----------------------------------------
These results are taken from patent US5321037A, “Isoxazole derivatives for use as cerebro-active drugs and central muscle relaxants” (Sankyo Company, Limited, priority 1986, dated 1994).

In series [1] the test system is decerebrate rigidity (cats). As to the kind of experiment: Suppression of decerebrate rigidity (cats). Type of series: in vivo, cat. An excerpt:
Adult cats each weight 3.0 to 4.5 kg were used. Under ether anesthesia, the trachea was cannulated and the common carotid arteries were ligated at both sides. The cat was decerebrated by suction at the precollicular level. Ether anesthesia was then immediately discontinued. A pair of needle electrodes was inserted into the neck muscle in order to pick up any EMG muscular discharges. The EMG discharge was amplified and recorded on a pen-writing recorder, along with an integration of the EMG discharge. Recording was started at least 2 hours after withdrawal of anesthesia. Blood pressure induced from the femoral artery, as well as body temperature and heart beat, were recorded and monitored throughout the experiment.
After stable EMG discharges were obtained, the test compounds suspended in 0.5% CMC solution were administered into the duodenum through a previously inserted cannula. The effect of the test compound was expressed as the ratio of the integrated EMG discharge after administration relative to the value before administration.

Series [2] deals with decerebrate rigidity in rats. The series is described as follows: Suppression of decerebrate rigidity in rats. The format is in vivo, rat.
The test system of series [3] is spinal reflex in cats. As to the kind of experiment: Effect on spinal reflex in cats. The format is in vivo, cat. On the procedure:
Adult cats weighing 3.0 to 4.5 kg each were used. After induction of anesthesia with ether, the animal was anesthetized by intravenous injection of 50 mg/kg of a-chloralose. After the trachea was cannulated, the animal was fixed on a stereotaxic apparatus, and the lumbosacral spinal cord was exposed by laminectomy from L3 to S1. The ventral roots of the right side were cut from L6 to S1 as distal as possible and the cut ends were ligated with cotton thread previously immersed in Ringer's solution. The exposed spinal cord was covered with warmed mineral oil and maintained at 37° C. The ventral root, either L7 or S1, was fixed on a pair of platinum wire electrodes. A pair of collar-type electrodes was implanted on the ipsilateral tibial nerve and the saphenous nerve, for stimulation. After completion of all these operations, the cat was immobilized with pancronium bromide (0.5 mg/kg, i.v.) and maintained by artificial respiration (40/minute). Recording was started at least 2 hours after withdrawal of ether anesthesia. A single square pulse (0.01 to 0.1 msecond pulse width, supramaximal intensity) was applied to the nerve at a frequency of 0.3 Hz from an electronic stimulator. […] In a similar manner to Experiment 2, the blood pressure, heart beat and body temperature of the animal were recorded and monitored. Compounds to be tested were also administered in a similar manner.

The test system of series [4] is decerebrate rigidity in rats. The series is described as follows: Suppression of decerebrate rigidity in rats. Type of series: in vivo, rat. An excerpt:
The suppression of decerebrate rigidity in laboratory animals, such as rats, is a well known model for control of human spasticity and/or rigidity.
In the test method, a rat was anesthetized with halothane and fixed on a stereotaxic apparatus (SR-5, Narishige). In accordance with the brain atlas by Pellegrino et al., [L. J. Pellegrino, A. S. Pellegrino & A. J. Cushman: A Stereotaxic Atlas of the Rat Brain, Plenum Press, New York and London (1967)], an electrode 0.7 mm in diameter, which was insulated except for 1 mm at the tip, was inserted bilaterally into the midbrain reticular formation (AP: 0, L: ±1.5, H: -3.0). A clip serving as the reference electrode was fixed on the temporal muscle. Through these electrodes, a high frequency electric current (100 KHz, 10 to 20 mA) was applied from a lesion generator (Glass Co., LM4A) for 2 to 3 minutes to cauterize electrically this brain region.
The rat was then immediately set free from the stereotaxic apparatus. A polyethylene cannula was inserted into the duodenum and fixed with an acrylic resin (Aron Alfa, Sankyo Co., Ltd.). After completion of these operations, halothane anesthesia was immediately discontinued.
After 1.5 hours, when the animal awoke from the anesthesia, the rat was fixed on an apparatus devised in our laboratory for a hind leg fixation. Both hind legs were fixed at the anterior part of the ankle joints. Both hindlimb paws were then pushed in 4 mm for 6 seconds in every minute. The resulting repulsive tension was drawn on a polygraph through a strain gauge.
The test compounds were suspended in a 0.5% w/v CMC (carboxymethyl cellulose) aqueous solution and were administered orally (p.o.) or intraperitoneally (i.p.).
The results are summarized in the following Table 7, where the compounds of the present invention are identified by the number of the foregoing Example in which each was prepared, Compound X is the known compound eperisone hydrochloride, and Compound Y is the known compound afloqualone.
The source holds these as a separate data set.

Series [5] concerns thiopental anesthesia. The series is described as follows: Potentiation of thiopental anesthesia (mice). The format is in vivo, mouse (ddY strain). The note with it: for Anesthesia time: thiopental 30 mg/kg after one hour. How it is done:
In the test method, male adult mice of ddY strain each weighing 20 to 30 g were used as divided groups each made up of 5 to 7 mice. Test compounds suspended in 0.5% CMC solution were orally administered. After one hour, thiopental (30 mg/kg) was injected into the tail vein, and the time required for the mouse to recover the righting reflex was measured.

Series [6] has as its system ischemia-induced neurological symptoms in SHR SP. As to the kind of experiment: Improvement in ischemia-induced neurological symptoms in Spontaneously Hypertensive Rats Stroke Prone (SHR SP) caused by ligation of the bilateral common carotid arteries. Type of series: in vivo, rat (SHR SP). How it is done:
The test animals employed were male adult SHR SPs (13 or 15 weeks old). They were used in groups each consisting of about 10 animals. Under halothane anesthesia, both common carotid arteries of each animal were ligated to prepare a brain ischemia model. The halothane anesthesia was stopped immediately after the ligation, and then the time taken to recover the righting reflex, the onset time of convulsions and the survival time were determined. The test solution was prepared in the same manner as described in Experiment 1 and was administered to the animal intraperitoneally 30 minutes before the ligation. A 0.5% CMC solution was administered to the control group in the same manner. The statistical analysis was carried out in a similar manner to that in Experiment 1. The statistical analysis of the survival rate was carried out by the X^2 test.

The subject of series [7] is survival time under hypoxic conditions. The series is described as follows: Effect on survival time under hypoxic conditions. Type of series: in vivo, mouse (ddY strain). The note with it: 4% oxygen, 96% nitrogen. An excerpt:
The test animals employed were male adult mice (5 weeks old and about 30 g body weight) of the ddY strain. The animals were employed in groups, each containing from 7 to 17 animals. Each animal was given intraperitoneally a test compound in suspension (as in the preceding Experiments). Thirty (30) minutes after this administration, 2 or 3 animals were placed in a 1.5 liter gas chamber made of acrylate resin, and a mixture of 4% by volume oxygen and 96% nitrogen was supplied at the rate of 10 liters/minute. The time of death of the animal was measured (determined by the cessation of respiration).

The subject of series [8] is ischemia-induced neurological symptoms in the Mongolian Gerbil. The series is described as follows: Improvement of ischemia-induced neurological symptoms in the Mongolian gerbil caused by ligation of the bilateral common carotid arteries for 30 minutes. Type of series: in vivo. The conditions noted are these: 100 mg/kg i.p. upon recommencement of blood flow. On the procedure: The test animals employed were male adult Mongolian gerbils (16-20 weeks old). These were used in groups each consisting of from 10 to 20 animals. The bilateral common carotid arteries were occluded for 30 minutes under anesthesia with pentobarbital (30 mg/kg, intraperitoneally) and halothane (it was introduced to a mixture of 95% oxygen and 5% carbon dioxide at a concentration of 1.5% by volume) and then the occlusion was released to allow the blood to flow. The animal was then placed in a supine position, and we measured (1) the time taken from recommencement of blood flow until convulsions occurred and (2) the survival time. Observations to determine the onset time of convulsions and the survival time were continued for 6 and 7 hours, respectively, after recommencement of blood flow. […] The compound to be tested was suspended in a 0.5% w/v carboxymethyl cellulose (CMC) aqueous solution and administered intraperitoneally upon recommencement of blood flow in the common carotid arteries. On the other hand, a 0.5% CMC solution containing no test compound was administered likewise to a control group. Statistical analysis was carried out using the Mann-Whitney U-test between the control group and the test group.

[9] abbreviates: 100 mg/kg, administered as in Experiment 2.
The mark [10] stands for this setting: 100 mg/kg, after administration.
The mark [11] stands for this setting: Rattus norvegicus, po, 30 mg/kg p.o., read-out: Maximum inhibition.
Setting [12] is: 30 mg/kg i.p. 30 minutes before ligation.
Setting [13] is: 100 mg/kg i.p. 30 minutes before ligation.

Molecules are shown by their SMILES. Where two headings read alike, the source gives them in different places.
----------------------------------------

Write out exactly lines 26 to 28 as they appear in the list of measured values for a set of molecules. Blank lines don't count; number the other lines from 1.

Setting [12] is: 30 mg/kg i.p. 30 minutes before ligation.
Setting [13] is: 100 mg/kg i.p. 30 minutes before ligation.

Molecules are shown by their SMILES. Where two headings read alike, the source gives them in different places.